The Scourge–Part 2

     In my last blog about scourging, I discussed the tradition of Lupercalia, where runners flogged women to impart fertility (sort of like a drive-by—but on foot!).  Another Roman tradition related to fertility scourging and purification is the legend of the rape of the Sabine women.
The Rape of the Sabine Women by Giambologna

When Rome was first founded, there were more men than women, as is often the case in new colonies and settlements.  To bring in potential mates, the Romans invited the Sabines to a festival, and then they raped the women and held them hostage.  The Sabine men, of course, took offense, attacked Rome and recaptured their ravished womenfolk.  There was a catch. The women were now infertile.
     The Sabine women appealed to Juno, who told them that if they made love to a sacred billy goat or a ram (we’re not sure because the leaves were rustling) that they would regain their fertility.  They found this remedy unappealing.  An oracle was consulted, and the dilemma was solved.  Instead of sleeping with the goat, they would kill the goat and make a scourge out of it.  By submitting to the goat scourge and by extension Juno, the women were being purified from the scourge of infertility.
Juno
     The whip served a duel purpose here: fertility and purification.  It’s been recently explained to me that in some traditions the handle of the scourge represents the feminine while the falls of the scourge represent the masculine.  Some scholars have linked the story of the Sabine women to Lupercalia, but others dispute that claim. Spring fertility/purification festivals using scourges and scourge-like implements still continue today all over the world, particularly in Eastern Europe and South Korea.  Evidently it’s not just a Roman notion.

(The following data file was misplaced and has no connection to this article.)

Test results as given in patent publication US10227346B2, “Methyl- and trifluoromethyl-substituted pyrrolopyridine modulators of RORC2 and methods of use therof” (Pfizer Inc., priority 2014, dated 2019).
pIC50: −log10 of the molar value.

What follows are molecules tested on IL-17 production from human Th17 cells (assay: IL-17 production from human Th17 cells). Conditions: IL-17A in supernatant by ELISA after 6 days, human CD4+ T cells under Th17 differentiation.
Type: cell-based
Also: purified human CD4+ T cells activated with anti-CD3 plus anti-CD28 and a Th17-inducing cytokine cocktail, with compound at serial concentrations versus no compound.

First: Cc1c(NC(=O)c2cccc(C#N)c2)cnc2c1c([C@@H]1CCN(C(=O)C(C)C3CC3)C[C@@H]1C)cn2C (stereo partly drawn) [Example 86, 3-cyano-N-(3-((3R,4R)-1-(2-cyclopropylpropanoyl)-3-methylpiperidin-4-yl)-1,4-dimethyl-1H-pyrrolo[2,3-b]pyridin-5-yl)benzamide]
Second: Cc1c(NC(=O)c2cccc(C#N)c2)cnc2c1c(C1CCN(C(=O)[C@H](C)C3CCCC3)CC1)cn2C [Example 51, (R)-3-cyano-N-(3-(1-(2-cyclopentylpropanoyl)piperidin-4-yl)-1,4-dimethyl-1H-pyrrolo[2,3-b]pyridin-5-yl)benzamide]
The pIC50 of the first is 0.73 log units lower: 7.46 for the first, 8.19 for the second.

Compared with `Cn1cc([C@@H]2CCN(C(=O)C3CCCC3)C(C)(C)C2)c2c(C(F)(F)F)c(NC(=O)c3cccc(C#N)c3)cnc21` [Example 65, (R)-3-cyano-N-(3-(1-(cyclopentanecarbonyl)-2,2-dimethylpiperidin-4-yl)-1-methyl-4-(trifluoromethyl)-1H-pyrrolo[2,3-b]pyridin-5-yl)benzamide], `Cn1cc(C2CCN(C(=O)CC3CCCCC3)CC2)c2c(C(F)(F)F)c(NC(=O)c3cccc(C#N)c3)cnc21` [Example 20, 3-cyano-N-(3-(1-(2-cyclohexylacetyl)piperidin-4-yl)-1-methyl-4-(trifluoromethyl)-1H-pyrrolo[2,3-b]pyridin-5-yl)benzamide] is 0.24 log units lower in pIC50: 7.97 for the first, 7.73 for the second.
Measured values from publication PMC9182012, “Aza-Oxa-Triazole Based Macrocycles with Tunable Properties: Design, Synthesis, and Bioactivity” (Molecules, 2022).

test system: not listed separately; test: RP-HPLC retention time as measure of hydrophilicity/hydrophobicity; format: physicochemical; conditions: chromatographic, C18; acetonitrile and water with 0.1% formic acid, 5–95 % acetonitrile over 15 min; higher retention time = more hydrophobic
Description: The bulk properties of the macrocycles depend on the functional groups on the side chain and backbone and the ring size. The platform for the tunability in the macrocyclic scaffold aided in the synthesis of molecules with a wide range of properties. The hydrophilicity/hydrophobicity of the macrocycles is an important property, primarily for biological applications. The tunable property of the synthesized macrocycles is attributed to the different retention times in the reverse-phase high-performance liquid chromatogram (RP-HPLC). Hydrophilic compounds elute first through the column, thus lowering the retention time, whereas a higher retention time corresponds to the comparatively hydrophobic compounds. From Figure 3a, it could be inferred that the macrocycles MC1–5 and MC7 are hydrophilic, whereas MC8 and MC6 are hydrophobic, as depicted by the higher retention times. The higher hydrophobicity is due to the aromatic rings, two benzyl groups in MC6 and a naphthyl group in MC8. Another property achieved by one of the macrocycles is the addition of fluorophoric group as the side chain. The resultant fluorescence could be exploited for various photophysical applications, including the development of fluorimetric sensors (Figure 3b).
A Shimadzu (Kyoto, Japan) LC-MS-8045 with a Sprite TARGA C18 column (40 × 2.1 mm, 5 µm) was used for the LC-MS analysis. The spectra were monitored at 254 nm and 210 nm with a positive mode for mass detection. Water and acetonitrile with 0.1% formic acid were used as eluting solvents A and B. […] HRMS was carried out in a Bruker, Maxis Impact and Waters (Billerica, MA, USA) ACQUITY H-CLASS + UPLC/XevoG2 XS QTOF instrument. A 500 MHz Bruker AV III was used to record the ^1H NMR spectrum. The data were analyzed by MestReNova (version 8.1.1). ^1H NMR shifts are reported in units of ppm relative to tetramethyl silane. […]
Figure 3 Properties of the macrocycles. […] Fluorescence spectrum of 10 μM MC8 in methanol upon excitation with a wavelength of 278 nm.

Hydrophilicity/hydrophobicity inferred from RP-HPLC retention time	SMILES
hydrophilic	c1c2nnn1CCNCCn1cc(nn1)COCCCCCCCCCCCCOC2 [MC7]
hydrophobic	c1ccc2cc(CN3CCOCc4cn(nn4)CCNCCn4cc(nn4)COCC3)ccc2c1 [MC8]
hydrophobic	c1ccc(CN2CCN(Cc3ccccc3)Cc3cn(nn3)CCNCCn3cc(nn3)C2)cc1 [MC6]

The scourge has also been used in many cultures as a tool for initiation.  Pain can be the ordeal that many folks are looking for when seeking a “real” initiation (ie fraternity paddlings) because it does prove something, if not to the outside world then at least to the initiate.  The rhythm of the blows and the brain chemicals released when the body is in pain can also lead to deep meditative states that are necessary to a good initiation experience.  Many of the Greek mystery cults realized this and utilized the scourge in this way.
This is Nemisis but pretend that it’s Telete
The goddess Telete, Dionysus’ daughter and the goddess in charge of initiations, was often portrayed holding a whip or a scourge.
     The scourge also makes an appearance in the myth of Inanna, in her descent into the Underworld.  This myth is seen by many to represent initiation at its best and is used as the basis for many Wiccan and Pagan initiation rites today.
There are many versions of the Descent myth and they give different reasons for her descent, but in all of them, Inanna must give up seven symbols of power as she proceeds through the seven gates of the underworld.  Eventually she arrives in the underworld naked and seemingly powerless.  In the ancient myths she dies at the hands of her sister Ereskigal and is hung on a hook (sounds a lot like suspension).  In Wiccan interpretations that some suspect to be Gardner’s embroidery on the fabric of older myths, she is scourged by Death as a punishment, perhaps, for refusing his advances.
Death and his scourge

 

The Inanna descent, regardless of which version you go by, represents for many people facing their inner demons and fears–which is one of the aims of initiation.  The myth also symbolizes not only death and rebirth but purification of soul and spirit by being broken down and built back up.  This is another aim of initiation and is a continuing cycle within life.